“Students have long been asking me how they can continue their balance practice at home. We tried brochure-sized cards with moves and descriptions, we tried booklets with photos and descriptions. Nothing really worked,“ says Kent. “We finally had the time for a video solution.”

Pilobolus secured funds from local foundations to cover filming, then released the videos for $150 for the entire series and $60 for the beginner classes. To date, the company has sold over 100 downloads, 49 of the beginner series and 62 of the full suite.

Kent also offers two weekly classes on Zoom, which currently attract around 20 students per class, and go for $15 for a single class, $55 for four classes and $105 for eight. Pilobolus marketed the classes to presenting organizations whose programming was on hold due to the pandemic, some of whom asked Kent to teach classes for their own audiences.

Finding New Audiences

Though social media marketing was once thought of as a way to reach young people, today half of adults over the age of 65 are on Facebook, the most popular platform for that demographic. Pilobolus took advantage of the platform’s ad-targeting capabilities to reach users 55 and older. In the first two months of 2021, the ads brought nearly 150,000 video views and nearly 10,000 clicks at a cost of about 19 cents per click. They also brought new sign-ups to Pilobolus’ email list.

“We know video viewers are excellent retargeting prospects,” says Pilobolus’ general manager, Anna Bate. “So in addition to hitting them with this particular wave of marketing, it’s also a way of cultivating a better targeting pool that we can focus our spending on in the future for similar programs.”

Since the Facebook ads take users to Pilobolus’ website and the sales are on Square, Bate can’t say exactly how many sales are attributed to the ads. But during the period of the roughly $1,900 ad buy, sales were nearly $8,500.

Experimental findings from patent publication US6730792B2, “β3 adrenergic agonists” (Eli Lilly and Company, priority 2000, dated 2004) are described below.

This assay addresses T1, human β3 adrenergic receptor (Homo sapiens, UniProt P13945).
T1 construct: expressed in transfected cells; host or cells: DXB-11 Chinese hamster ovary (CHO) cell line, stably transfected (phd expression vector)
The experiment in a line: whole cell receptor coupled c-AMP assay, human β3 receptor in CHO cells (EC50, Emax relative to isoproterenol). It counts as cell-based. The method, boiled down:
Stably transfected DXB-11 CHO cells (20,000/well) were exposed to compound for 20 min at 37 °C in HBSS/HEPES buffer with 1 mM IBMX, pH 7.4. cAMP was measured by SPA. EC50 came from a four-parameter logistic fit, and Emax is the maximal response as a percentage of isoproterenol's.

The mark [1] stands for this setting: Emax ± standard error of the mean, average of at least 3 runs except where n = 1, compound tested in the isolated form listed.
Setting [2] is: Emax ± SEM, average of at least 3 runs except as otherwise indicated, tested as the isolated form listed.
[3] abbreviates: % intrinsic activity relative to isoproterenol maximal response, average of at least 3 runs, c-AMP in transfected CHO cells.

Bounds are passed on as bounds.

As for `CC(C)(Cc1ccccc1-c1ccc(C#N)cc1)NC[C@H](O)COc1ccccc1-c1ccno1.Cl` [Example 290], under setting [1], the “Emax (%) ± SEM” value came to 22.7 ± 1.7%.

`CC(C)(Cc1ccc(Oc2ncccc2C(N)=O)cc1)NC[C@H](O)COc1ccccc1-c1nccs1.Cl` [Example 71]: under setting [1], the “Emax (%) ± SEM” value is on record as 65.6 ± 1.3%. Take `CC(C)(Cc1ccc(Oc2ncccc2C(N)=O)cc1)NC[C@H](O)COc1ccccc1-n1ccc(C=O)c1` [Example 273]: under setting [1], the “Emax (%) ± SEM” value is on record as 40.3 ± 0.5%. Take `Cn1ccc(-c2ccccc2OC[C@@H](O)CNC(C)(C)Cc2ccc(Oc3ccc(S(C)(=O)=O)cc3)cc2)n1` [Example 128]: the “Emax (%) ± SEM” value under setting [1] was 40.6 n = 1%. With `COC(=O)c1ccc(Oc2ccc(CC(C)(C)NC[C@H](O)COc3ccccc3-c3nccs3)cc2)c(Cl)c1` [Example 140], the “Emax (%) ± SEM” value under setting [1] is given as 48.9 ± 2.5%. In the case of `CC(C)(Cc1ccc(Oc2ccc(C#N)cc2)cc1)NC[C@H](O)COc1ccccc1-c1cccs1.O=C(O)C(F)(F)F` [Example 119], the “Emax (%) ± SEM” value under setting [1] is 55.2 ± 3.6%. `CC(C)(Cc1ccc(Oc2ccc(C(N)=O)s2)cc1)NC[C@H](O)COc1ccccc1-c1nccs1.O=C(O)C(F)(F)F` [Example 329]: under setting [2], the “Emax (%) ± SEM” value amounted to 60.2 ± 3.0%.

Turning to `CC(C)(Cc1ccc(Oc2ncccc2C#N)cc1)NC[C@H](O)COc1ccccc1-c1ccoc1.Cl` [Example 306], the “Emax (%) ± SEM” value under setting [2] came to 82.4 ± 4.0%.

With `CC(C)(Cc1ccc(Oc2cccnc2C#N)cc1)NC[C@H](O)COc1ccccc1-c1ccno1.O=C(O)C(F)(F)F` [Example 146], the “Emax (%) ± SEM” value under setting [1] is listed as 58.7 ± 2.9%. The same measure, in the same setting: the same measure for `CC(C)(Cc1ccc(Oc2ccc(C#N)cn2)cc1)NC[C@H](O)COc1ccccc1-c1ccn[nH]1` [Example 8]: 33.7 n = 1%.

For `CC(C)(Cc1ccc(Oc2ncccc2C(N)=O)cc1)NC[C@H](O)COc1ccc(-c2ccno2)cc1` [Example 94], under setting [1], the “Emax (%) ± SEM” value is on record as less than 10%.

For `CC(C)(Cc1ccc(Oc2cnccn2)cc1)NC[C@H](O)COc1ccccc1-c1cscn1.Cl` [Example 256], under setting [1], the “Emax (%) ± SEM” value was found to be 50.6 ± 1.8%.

The Future of Connecting With Balance

Bate’s next marketing idea is a “try before you buy” special, offering free access to one of the intermediate classes as a way to encourage people to buy the series or continue with Zoom classes.

But already the program has become a solid new diversified revenue stream for Pilobolus (before, it had mostly been supported through a single grant), and Kent estimates that she is reaching triple the students since launching the digital offerings.

There is more work to be done to expand the reach of the class, though, since the Zoom classes can accommodate more people and the recorded videos have more potential to continue selling as a somewhat passive revenue stream. Kent also envisions making the class into a certification program that can train other teachers.

“There’s only so much I can do, with the other classes I teach and work I do with Pilobolus,” says Kent. “I really see this as something that can grow, because every older adult needs better balance.”

The class’s pivot to digital has also been a learning experience for Pilobolus, whose marketing has previously been focused on performances and not on social media.

“It’s been interesting for us to learn how to market something different than our norm,” says Bate. “It’s something that will continue beyond the pandemic.”

Avichai Scher is a freelance journalist who has written for The New York Times and NBC News.